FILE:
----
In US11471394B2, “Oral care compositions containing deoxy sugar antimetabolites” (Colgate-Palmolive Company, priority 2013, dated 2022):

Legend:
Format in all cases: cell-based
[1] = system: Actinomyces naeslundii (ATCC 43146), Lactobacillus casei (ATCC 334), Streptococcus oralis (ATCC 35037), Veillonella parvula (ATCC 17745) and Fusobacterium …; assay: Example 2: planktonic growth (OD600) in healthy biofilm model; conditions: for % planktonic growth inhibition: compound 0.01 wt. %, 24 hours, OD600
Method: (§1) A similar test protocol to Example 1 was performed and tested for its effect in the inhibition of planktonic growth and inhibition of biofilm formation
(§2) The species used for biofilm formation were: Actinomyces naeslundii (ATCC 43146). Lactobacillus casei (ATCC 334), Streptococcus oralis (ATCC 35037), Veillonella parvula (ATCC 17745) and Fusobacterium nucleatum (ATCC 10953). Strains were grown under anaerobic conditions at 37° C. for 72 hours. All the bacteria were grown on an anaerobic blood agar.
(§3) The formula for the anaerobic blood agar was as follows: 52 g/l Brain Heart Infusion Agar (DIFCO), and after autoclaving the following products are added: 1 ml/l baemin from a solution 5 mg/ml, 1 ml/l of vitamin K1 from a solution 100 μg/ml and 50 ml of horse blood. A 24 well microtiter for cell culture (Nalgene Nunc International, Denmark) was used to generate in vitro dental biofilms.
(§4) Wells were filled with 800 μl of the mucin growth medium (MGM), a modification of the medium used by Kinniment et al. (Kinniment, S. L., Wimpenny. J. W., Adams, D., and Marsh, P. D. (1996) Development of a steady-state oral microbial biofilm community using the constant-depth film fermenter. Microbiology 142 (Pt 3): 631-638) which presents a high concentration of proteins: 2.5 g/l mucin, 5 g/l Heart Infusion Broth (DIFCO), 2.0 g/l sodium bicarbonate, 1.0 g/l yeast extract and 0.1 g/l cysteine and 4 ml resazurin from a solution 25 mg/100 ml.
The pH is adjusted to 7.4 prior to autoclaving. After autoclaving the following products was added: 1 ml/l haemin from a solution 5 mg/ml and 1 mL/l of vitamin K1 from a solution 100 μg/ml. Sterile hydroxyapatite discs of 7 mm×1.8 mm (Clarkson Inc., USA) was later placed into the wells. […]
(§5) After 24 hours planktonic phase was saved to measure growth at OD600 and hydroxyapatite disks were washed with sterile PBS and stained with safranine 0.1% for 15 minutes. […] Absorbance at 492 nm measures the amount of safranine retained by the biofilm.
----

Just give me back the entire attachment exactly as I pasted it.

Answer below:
In US11471394B2, “Oral care compositions containing deoxy sugar antimetabolites” (Colgate-Palmolive Company, priority 2013, dated 2022):

Legend:
Format in all cases: cell-based
[1] = system: Actinomyces naeslundii (ATCC 43146), Lactobacillus casei (ATCC 334), Streptococcus oralis (ATCC 35037), Veillonella parvula (ATCC 17745) and Fusobacterium …; assay: Example 2: planktonic growth (OD600) in healthy biofilm model; conditions: for % planktonic growth inhibition: compound 0.01 wt. %, 24 hours, OD600
Method: (§1) A similar test protocol to Example 1 was performed and tested for its effect in the inhibition of planktonic growth and inhibition of biofilm formation
(§2) The species used for biofilm formation were: Actinomyces naeslundii (ATCC 43146). Lactobacillus casei (ATCC 334), Streptococcus oralis (ATCC 35037), Veillonella parvula (ATCC 17745) and Fusobacterium nucleatum (ATCC 10953). Strains were grown under anaerobic conditions at 37° C. for 72 hours. All the bacteria were grown on an anaerobic blood agar.
(§3) The formula for the anaerobic blood agar was as follows: 52 g/l Brain Heart Infusion Agar (DIFCO), and after autoclaving the following products are added: 1 ml/l baemin from a solution 5 mg/ml, 1 ml/l of vitamin K1 from a solution 100 μg/ml and 50 ml of horse blood. A 24 well microtiter for cell culture (Nalgene Nunc International, Denmark) was used to generate in vitro dental biofilms.
(§4) Wells were filled with 800 μl of the mucin growth medium (MGM), a modification of the medium used by Kinniment et al. (Kinniment, S. L., Wimpenny. J. W., Adams, D., and Marsh, P. D. (1996) Development of a steady-state oral microbial biofilm community using the constant-depth film fermenter. Microbiology 142 (Pt 3): 631-638) which presents a high concentration of proteins: 2.5 g/l mucin, 5 g/l Heart Infusion Broth (DIFCO), 2.0 g/l sodium bicarbonate, 1.0 g/l yeast extract and 0.1 g/l cysteine and 4 ml resazurin from a solution 25 mg/100 ml.
The pH is adjusted to 7.4 prior to autoclaving. After autoclaving the following products was added: 1 ml/l haemin from a solution 5 mg/ml and 1 mL/l of vitamin K1 from a solution 100 μg/ml. Sterile hydroxyapatite discs of 7 mm×1.8 mm (Clarkson Inc., USA) was later placed into the wells. […]
(§5) After 24 hours planktonic phase was saved to measure growth at OD600 and hydroxyapatite disks were washed with sterile PBS and stained with safranine 0.1% for 15 minutes. […] Absorbance at 492 nm measures the amount of safranine retained by the biofilm.